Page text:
NEW YORK (Reuters) - In a shadowy plot worthy of Mrs. Danvers, the sinister housekeeper in “Rebecca,” a New York businessman was charged on Monday with defrauding the drama’s Broadway musical production by creating a fictional cast of characters in an elaborate financial ruse.
Mark Hotton “faked lives, faked companies and even staged a fake death, pretending that one imaginary investor had suddenly died of malaria,” Manhattan U.S. Attorney Preet Bharara said in a statement.
Hotton, 46, a stockbroker and businessman, was charged with two counts of wire fraud in his financing scheme for the $12 million “Rebecca: The Musical”. He faces up to 20 years in prison for each count if convicted.
Bharara called the fraud “stranger-than-fiction” in bringing a case against Hotton that involves the sort of deceit and mysterious characters that helped make “Rebecca” a popular novel and Oscar-winning film.
A dark, gothic thriller based on a 1938 Daphne du Maurier novel, “Rebecca” had been slated to make its Broadway debut this fall but has now been postponed because of the financing shortfall and scandal.
The latest development in the troubled production throws into question the future of a show that debuted in 2006 in Vienna, Austria, but never made the transition to London or Broadway. It’s bizarre collapse could undercut any chance at financing - or may fuel even greater interest in it.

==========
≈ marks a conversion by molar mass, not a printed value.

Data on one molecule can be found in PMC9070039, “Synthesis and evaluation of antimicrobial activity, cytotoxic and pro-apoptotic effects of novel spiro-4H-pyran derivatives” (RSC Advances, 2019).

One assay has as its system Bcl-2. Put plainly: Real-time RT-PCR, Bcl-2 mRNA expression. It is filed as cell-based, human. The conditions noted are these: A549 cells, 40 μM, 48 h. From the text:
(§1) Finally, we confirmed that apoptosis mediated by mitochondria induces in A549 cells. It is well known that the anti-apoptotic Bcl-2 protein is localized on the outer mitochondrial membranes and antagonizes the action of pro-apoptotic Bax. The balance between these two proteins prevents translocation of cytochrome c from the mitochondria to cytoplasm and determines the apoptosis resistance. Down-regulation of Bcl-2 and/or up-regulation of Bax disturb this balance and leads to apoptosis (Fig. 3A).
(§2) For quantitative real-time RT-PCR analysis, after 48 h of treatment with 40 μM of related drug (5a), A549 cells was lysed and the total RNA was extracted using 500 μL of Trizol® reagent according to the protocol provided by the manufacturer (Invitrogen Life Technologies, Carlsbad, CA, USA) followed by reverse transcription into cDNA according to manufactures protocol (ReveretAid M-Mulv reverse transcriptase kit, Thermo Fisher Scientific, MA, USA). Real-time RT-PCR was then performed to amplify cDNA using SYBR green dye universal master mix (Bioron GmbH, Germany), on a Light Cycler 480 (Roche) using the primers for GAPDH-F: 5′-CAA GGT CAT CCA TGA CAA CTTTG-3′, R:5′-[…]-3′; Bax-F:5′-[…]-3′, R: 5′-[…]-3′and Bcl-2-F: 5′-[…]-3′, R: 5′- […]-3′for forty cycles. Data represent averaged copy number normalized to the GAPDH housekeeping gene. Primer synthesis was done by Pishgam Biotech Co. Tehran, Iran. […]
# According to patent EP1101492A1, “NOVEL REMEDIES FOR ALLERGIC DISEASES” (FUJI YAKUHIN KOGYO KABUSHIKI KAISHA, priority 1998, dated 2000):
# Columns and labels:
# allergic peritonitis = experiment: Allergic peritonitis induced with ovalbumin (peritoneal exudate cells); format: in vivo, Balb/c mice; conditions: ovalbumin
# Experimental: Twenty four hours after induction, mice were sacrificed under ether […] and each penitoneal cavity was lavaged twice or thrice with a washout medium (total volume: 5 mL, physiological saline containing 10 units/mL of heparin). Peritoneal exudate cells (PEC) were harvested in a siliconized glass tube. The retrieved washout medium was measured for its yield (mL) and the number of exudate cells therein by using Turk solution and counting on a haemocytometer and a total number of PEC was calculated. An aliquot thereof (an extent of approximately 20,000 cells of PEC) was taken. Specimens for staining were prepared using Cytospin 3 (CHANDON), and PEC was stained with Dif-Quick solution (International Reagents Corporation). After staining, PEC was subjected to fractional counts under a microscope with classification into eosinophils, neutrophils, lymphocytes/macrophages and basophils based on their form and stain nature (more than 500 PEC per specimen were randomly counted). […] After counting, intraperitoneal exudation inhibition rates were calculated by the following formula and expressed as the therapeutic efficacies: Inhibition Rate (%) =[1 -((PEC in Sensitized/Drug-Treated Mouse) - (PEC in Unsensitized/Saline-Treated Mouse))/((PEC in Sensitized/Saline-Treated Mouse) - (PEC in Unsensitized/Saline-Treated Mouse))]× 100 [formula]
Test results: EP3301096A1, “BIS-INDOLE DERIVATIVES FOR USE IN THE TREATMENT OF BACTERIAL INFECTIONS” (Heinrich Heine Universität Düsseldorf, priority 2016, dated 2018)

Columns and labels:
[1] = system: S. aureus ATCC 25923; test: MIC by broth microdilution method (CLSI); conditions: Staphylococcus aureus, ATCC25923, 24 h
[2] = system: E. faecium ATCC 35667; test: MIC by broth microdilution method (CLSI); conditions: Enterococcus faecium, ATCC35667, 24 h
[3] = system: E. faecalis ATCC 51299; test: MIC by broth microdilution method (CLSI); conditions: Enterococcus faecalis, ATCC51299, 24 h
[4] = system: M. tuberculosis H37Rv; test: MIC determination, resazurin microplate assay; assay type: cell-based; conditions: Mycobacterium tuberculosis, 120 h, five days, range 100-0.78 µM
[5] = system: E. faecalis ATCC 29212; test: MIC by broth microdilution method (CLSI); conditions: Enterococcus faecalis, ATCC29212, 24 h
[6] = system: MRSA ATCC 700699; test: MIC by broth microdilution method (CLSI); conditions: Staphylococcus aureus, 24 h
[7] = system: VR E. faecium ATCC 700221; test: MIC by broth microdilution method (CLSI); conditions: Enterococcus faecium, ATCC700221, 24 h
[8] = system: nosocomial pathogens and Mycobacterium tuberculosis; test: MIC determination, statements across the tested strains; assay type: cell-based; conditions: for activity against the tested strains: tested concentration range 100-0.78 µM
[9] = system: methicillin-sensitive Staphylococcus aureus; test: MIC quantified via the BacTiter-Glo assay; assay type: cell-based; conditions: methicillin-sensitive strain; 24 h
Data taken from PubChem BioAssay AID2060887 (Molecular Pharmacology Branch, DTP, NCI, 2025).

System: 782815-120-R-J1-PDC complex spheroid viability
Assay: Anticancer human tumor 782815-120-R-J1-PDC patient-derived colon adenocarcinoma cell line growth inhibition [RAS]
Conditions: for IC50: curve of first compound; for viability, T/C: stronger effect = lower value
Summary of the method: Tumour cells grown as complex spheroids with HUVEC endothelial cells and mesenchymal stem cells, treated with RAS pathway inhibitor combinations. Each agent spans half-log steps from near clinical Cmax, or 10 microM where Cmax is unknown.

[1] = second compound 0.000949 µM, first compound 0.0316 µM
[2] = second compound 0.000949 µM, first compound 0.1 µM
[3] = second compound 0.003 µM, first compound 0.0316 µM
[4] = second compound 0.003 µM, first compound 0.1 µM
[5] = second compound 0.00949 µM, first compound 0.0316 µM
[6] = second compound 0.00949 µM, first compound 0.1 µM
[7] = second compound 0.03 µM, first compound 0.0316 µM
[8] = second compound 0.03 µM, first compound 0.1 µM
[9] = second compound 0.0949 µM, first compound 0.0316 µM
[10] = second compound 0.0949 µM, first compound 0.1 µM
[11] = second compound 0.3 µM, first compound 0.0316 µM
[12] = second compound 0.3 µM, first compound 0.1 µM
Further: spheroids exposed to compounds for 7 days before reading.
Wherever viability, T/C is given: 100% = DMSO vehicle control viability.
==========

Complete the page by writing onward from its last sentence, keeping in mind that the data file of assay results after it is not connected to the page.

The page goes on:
Earlier this year, after the play had fallen nearly $5 million short of funding, Hotton portrayed himself as an 11th-hour hero. He told the show’s producers he could raise the cash - and appeared to deliver with new investors from England who, Bharara said, actually were a quartet of “deep-pocketed phantoms.”
Hotton allegedly fabricated email addresses and investor websites to convince the play’s producers that he had raised the cash and in return received more than $60,000 in commissions and fees.
But the “investors” were never available to meet the producers or speak by phone, and when producers began pressing Hotton for the promised cash over the summer, Hotton “orchestrated the false illness, hospitalization and untimely ‘death’” of one of the phony investors, Bharara said.
That was just the first act of multiple deceptions, Bharara said. Hotton then claimed to have flown to London in August to meet with a mysterious executor known as “Wexler” representing the dead man’s estate to ensure the financing would still come through. Prosecutors say Hotton never left the United States.
By September, Hotton had promised to broker a $1.1 million loan from a real estate company and put up his own property as collateral to ensure the show would go on. The real estate company and its principals were also fictional, Bharara said.
“In his alleged scheme to defraud investors, Mark Hotton wrote, directed and starred in the work of fiction he took to Broadway,” FBI Acting Assistant Director-in-Charge Mary E. Galligan said in a statement. “A convincing portrayal on stage can earn you a Tony. A convincing act that fleeces a production’s backers can earn you a prison term.”
Hotton’s attorney, Gerald Shargel, was not immediately available for comment.
A 1940 Alfred Hitchcock film adaptation of “Rebecca,” starring Laurence Olivier and Joan Fontaine, won an Academy Award for best picture.
It is remembered for its opening line “Last night I dreamt I went to Manderley again,” referring to the English country estate where the noir thriller takes place, and the menacing Mrs. Danvers, who ultimately sets Manderley ablaze.
Editing by Cynthia Osterman